- Tactical Tail cap press button switch, slightly depress the side switch for different output modes and standby mode:

Three modes constant output, hidden strobe, SOS (below is the output and runtime of using two 2600mAh 18650 batteries)
Three constant output modes: 788Lumens (2hrs)- 220Lumens (8hrs)- 20Lumens (60hrs)
Strobe: 788 Lumens
SOS: 788 Lumens

- Constant current circuit, constant output
- Effective range of 500 meters
- Uses two 18650 or four CR123A batteries
- Working voltage: 5.5~16.8V
- High quality reflector maintains great throw distance and spread with an ideal beam pattern
- Dimensions: 225mm (length) x 64mm (head diameter) x 25.4mm (tail diameter)
- Weight: 273g(battery excluded)
- Aerospace-grade aluminum alloy
- Military Specification Type III- hard anodized body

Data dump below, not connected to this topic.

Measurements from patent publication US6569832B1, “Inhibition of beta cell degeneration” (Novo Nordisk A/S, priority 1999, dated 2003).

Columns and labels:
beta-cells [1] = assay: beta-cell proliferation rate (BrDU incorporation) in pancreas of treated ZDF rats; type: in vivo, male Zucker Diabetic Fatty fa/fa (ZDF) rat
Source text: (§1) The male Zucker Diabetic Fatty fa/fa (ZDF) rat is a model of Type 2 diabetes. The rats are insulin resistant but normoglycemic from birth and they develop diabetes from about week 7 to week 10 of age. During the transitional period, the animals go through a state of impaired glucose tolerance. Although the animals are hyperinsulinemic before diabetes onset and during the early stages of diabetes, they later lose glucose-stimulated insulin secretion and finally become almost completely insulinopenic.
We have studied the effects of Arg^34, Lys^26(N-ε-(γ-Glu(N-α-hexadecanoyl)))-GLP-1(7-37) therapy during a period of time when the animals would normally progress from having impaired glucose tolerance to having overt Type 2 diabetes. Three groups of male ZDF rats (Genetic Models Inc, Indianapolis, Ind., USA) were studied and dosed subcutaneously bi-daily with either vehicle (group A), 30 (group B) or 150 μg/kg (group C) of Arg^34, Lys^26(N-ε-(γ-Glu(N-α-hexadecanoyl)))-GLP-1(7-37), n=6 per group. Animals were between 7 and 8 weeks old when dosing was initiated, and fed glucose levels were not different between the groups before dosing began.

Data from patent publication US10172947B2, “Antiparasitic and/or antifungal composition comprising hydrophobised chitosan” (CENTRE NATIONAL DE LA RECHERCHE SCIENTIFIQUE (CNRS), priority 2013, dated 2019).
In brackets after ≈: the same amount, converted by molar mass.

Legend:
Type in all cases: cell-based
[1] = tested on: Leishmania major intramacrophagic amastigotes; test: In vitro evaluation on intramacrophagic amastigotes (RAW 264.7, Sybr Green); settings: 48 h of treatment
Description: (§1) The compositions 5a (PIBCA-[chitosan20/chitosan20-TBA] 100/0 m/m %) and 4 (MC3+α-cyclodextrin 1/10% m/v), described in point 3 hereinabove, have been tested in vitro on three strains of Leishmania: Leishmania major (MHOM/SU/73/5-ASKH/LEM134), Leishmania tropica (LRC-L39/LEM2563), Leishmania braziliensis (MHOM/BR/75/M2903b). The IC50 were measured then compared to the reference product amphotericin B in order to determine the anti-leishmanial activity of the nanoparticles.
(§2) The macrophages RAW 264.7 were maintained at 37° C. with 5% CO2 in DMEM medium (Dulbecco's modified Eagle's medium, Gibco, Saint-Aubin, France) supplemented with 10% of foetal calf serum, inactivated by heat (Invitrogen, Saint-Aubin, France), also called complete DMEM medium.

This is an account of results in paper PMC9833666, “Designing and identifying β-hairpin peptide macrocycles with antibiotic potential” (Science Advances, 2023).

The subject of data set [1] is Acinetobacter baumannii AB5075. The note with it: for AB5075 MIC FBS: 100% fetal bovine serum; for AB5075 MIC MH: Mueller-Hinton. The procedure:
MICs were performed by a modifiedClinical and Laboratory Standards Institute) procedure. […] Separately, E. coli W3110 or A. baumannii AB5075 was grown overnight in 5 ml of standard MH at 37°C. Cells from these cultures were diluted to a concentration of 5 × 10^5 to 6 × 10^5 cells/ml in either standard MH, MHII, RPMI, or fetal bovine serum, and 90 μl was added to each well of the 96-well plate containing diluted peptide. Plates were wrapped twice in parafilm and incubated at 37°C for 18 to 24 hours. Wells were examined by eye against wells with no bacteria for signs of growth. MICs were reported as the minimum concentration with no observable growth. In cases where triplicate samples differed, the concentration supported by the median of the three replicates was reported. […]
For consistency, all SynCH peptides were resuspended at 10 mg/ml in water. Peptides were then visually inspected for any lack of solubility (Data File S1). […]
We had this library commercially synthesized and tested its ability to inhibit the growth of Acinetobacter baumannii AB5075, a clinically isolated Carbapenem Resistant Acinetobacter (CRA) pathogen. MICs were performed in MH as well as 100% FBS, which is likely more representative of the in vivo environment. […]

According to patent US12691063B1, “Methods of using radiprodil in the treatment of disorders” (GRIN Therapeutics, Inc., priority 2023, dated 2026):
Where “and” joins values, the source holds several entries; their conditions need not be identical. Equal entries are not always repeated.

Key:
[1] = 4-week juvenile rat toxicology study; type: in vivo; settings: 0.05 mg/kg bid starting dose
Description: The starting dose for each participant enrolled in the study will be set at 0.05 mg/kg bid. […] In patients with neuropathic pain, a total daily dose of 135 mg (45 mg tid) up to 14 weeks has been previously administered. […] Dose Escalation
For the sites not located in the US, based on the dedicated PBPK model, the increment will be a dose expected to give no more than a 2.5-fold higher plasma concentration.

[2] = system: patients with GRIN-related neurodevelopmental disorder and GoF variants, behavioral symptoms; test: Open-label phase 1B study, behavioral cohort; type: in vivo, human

- Waterproof, in accordance with IPX-8 standard
- Ultra-clear tempered glass lens resists scratches and impacts
- Tactical forward click switch with momentary on




PACKAGING
The T40CS arrived in a sturdy cardboard box with ample foam lining just like the V60C:

I suspect this is the standard for their larger lights since the smaller ones in my collection only come in the typical thin cardboard box w/plastic window and inner plastic shell.

Additional items included were:
- Holster
- Rubber tailcap cover
- 1 x large o-ring
- 1 x small o-ring
- User manual
- Warranty card
- Mini product pamphlet



DESIGN / FEATURES
The T40CS joins it's smaller sibling the T20C, as the second light in the T series: